What are the health risks from Exide’s emissions?
While Exide was operating, air quality officials determined its arsenic emissions posed an increased cancer risk to more than 100,000 residents.
Even more concerning was lead, one of the oldest known poisons. The toxic metal, released over many years, can cause learning disabilities, lower IQs and other developmental problems, even at low levels. Children are most at-risk.
Authorities have encouraged people living near the Exide to sign up for free blood tests for lead poisoning. The Exide-funded screening program is administered by the L.A. County health department.
How big is the cleanup?
Removing lead-contaminated soil from thousands of homes would be the most extensive cleanup of its kind in California and among the largest ever conducted in the nation.
Since August 2014, the Department of Toxic Substances Control has removed lead-tainted soil from more than 185 homes. The department has used up most of the $9 million in residential cleanup money Exide placed in a trust fund and is tapping $7 million in state funds to expand testing and cleanup. How long it will take depends on many homes are found to be contaminated and whether officials can find the money to clean them. Each home costs about $40,000 and and a week to complete.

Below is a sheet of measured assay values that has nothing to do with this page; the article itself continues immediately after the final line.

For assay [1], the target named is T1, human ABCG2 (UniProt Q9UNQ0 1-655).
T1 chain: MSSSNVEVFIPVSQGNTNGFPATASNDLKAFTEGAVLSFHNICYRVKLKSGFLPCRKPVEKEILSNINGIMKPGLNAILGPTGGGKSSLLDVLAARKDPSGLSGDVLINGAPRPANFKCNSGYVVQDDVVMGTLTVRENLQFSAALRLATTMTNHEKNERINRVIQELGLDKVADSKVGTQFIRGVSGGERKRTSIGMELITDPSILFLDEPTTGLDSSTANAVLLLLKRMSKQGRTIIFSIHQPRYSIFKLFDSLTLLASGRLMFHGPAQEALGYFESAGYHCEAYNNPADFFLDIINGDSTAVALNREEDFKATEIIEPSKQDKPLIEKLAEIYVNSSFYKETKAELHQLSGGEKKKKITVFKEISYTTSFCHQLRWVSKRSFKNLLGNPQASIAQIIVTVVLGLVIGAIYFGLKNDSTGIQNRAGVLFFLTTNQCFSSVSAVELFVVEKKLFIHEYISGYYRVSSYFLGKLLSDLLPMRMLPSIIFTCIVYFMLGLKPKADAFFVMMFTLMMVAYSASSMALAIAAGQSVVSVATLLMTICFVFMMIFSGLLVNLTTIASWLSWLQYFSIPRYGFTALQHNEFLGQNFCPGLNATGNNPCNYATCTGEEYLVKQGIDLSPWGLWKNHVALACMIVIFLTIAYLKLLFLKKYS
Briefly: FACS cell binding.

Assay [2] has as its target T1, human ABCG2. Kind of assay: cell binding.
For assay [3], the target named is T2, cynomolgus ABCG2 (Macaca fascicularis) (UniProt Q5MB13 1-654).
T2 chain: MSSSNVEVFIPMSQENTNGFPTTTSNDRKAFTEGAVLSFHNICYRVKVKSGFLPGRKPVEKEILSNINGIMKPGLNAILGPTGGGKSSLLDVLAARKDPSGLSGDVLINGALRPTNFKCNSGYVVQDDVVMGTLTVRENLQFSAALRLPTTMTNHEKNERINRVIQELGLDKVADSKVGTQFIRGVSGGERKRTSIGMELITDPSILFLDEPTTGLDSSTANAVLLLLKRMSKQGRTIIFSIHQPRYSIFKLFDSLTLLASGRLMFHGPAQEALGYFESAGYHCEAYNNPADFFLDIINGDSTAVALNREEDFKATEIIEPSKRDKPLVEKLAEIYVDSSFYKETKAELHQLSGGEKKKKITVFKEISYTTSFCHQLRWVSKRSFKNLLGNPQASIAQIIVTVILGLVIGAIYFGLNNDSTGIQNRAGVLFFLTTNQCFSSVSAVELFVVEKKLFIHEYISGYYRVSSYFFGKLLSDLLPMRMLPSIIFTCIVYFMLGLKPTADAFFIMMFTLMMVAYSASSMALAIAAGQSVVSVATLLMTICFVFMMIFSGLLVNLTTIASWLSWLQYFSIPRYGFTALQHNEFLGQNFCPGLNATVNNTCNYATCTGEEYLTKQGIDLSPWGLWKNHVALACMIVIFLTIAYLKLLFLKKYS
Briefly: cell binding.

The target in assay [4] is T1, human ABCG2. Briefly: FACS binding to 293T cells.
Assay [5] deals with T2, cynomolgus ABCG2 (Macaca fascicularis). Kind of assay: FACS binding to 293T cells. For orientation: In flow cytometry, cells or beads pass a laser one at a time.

The slow pace of home testing and cleanup has infuriated community groups and local officials, who say a lack of urgency by state regulators forced them to conduct their own soil sampling and door-to-door outreach campaigns.
What else is happening?
L.A. County Supervisor Hilda Solis has urged Gov. Jerry Brown to appoint an independent expert to oversee the cleanup and to establish a commission to investigate what went wrong at Exide and who is responsible. But the idea has not gained traction in Sacramento.
Exide is facing multiple lawsuits over its pollution, including several from families near the plant and one from the region’s air-quality agency. If the company fails to live up to its cleanup obligations at any point in the next 10 years, it could be charged with felonies it admitted to as part of its agreement with the U.S. attorney’s office.
TIMELINE: A history of Exide Technologies>>
FULL COVERAGE: Read more from The Times on Exide>>
For more coverage of Exide, air quality and the environment, follow @tonybarboza